1996-97 was tough to take, even if you ignore the nature of Sunderland’s relegation at the end of the season. The impending closure of Roker Park led to a stream of ‘last’s’ being chalked off as the weeks went by, and each aspect that ended seemed to hammer home the fact that fans would soon be having to bid farewell to the old ground altogether.
The last game and goal were still to come, but with the final Wear Tyne derby having already bee staged earlier in the month this date in 1996 saw the last League Cup fixture to be held at Sunderland’s home of nearly a century. Known at this stage as the Coca-Cola Cup, Kenny Jackett’s Watford were the guests for a 2nd Round 2nd leg tie - and it was played just 24 hours shy of the coral anniversary of the first.
When the competition began in 1960-61 the Lads were given a bye in the 1st round and were then eliminated in the 2nd at Brentford. It meant that 11 months later a 1st round replay against Bolton Wanderers was the first League Cup match to be played on the hallowed turf, and whilst Sunderland are still to win the tournament in 2022 Roker did still host several unforgettable nights over the years.
A Brian Clough goal brought a 1-0 win over Bolton and Alan Brown’s men were given home advantage again in the next three rounds, eventually losing to Norwich City having just beaten them in the league four days earlier. The following season brought a run to the semi-finals that included a 7-1 victory over Oldham Athletic on Wearside, but even when results were good the crowds did not always follow.
Despite averaging league attendances of over 40,000 in Division Two, the semi-final first leg against top tier Aston Villa attracted 7,000 less than that through the gate. Although not helped by being held on a cold January day, that factor was counteracted by it being an afternoon kick off – the traditional midweek scheduling being citied even in the early days as one of the reasons some people chose to stay away.
The League Cup has often struggled the capture the wider public’s imagination for one reason or another, even though night-time under the lights can often be the best environment to watch football. The theme has continued throughout Sunderland’s home history in the competition, although there have of course been some notable instances where to Roker Roar was in full force. Already reigning FA Cup holders, 1973 saw one such classic as a Vic Halon hattrick saw the Lads beat a superb Derby County side in a 2nd round 2nd replay, whilst three years later came another epic when a round three replay against Manchester United ended 2-2 after extra time.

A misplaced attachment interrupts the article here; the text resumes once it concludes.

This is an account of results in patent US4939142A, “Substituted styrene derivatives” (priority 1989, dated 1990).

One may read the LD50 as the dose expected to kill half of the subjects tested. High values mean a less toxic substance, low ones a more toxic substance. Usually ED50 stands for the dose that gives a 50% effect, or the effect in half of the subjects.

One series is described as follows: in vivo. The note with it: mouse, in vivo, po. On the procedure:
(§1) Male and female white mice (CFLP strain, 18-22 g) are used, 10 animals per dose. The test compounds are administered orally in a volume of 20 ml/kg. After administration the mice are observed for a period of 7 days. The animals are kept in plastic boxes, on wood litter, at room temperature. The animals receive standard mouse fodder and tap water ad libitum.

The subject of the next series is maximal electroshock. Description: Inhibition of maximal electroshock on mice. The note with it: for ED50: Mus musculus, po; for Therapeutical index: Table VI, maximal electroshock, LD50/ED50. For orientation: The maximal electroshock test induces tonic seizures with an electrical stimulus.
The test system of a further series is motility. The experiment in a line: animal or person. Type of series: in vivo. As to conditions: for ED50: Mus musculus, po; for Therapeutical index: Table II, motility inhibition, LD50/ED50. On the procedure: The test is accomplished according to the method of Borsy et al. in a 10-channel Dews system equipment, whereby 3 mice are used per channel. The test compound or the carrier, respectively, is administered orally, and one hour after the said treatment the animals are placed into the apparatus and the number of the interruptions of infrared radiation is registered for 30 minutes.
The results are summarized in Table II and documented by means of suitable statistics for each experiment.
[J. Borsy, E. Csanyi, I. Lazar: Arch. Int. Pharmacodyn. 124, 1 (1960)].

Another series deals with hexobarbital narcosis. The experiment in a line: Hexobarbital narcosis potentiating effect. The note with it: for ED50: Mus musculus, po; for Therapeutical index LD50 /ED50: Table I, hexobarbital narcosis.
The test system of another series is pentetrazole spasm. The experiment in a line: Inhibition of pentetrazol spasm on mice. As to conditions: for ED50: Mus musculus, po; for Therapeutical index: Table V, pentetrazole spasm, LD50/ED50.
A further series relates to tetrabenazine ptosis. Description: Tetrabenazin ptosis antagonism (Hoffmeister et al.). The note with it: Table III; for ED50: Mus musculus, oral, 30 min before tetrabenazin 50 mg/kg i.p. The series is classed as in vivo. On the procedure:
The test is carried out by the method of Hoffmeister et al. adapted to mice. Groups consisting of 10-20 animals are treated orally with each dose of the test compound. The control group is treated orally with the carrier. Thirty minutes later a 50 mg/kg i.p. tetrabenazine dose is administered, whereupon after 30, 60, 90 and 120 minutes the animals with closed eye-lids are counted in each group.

Some of the most memorable moments of the celebrated run to the 1985 Milk Cup final were on the road, but the Chelsea semi-final 1st leg in SR6 was a feisty affair in its own right. A Colin West brace set Sunderland up for an infamous and ultimately successful 2nd leg trip to Stamford Bridge during which, amongst a million other incidents, David Speedie was dismissed late on. Not content with that ignominy though, five years later the Scot featured in one of the most iconic moments of Roker League Cup action.
Given it was played in the quarter-final stage of a cup that has not always generated full houses, the Coventry City match is one of those occasions where thousands more now claim to have been present than actually went through the turnstiles at the time. Relatively speaking, a gate of 27, 218 was very good at that point and those that did show up will fondly recall Speedie taking the time to acquaint himself with the punters in the Clock Stand terrace before running off for an early bath – hotly pursued by Gary Bennett.
Having already beaten Leeds United on home soil in the previous round, 1993 saw Sunderland put on a master class against high flying Aston Villa only to somehow end up losing 4-1. An unbelievable performance from Mark Bosnich was the only thing stopping the Lads inflicting a giant-killing against that season’s eventual winners of the trophy – making it one of the more surreal League Cup nights held at Roker.
The final instance in 1996 was far from vintage, and more a case of Peter Reid’s team just getting the job done. 2-0 up already thanks to goals from Niall Quinn and Alex Rae in the first leg, the boss gave chances to some of his squad members.
Rae was handed a second start since joining the club, whilst Craig Russell - top scorer the previous season - made his first start of the campaign.
Martin Smith - like Russell - was a homegrown favourite, and was given his first game of season also, and even the Son of Pele would have been pleased to have scored as good a goal as Martin Scott did on the night.
Scott’s beautifully timed long range thunderbolt gave Sunderland a 3-0 aggregate win and was a nice way to bring the curtain down. Little else happened in the game after all, save for transfer-listed David Kelly being brought on as a late substitute and visiting forward Tommy Mooney hitting the post, and following elimination away to Tottenham Hotspur in the next round, that was it for Roker Park’s League cup story.
Tuesday 24 September 1996
Coca-Cola Cup 2nd Round 2nd leg
Sunderland 1 (Scott 6)
Sunderland: Coton; Hall, Melville, Ord, Scott; Smith, Ball, Rae, Agnew (Kelly 73); Stewart (Bridges 64), Russell. Unused: Howey
Roker Park, attendance 10,659